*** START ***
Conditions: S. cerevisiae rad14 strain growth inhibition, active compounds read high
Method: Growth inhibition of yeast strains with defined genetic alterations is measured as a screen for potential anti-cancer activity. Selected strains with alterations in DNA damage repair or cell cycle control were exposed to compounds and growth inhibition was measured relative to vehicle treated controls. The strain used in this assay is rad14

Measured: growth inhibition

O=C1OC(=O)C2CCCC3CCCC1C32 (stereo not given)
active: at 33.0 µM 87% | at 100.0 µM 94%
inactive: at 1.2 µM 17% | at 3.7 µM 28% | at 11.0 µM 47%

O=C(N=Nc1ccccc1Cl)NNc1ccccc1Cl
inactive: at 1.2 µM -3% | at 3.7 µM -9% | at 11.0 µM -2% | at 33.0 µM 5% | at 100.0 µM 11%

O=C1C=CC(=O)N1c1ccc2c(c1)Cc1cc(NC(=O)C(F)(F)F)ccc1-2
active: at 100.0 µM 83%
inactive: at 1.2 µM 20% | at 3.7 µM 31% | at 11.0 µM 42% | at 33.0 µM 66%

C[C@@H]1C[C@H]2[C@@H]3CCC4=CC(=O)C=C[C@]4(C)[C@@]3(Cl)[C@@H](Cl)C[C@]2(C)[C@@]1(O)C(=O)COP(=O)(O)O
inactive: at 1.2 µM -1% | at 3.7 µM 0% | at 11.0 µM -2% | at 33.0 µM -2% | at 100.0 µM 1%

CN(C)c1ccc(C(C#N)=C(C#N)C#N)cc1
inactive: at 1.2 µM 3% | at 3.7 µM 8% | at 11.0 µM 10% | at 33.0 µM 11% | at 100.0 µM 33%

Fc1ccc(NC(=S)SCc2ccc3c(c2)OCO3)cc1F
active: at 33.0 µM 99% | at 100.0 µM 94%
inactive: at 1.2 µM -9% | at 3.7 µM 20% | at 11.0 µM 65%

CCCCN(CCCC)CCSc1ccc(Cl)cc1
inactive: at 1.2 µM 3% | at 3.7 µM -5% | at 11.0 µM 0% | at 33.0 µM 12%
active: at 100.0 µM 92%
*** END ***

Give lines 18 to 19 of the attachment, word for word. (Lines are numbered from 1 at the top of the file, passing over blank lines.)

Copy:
inactive: at 1.2 µM -9% | at 3.7 µM 20% | at 11.0 µM 65%

CCCCN(CCCC)CCSc1ccc(Cl)cc1